Mark Walker✨’s review published on Letterboxd:
When the Coen brothers announced that they were doing a film consisting of six separate vignettes, it was mistakenly reported to be a television mini-series. The Coens denied this, however, and always intended this to be an anthology film and it’s all the better for it. With a recurring theme of death, the film focuses on different aspects of life in the old west after the Civil War as mortality faces each character throughout their journey.
1: The Ballad of Buster Scruggs sees Tim Blake Nelson’s sharp-shooting songster meet his match. 2: Near Algodones has James Franco’s banker robber unable to catch a break. 3: Meal Ticket looks at Liam Neeson’s dark traveller trying to make a buck. 4: All Gold Canyon focuses on Tom Waits’ gold prospector and the obsession it brings. 5: The Gal Who Got Rattled is about Zoe Kazan’s innocent traveller caught up in the dangers of the plains and 6: The Mortal Remains follows Brendan Gleeson and others on a sinister, existential carriage ride.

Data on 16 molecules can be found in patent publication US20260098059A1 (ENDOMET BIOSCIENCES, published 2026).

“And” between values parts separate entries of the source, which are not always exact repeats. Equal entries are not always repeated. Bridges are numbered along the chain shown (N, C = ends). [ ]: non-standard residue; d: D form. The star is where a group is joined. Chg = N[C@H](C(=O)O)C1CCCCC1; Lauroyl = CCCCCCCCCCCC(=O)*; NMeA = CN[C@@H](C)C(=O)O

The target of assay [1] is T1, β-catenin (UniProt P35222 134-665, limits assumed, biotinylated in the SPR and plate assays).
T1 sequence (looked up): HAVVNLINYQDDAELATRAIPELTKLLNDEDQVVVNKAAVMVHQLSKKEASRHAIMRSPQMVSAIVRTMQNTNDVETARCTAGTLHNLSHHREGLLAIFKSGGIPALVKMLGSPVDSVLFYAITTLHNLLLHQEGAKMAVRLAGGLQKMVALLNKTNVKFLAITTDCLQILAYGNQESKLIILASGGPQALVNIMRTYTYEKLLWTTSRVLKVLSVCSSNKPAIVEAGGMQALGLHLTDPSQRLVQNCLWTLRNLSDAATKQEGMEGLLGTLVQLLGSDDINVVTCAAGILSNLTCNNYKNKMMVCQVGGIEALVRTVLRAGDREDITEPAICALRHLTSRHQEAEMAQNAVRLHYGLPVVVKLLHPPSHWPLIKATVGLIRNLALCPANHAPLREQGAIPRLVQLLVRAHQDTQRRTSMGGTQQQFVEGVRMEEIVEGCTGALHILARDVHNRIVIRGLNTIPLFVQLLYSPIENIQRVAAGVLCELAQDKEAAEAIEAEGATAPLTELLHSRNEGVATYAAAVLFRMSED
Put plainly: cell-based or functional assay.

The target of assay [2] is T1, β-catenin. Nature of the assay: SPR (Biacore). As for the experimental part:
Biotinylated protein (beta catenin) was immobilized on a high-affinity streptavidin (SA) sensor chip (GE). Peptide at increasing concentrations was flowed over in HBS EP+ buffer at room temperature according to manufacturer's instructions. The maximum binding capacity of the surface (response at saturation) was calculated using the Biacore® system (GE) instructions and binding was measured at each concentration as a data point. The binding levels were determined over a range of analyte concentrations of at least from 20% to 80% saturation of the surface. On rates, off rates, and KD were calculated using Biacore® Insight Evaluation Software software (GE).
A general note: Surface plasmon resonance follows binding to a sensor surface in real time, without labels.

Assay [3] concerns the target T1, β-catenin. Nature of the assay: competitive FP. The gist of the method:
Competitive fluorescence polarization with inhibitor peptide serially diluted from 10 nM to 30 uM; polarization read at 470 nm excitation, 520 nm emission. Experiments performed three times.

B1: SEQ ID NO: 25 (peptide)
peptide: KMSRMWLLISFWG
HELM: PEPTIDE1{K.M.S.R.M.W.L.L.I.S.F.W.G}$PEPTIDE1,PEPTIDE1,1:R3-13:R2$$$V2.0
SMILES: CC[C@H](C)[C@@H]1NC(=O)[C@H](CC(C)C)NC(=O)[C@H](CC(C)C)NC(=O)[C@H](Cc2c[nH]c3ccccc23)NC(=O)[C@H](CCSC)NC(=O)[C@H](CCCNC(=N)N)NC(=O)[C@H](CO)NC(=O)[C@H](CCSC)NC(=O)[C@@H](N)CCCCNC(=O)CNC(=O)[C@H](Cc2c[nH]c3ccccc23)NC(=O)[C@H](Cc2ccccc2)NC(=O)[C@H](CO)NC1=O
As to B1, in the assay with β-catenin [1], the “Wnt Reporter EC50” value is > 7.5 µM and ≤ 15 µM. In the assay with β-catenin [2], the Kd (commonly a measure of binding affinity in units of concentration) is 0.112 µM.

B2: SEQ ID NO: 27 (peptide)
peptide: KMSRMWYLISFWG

As is always the case with anthology films, though, there is a slight change of pace throughout the stories and when it gets to the last two segments, it loses a little stream. That said, all the stories possess a quality in their own right but the film starts so brightly and playfully that it finds it difficult to maintain that momentum. Perhaps the Coens would’ve been better served introducing the last two segments at an earlier time in the film as they are the most lengthy, dialogue driven pieces. It’s still a work of quality from the brothers though, and if I had to chose a favourite I’d side with Tom Waits’ All Gold Canyon but each of them are worth savouring and it feels like a treat to get six Coen bros stories in one.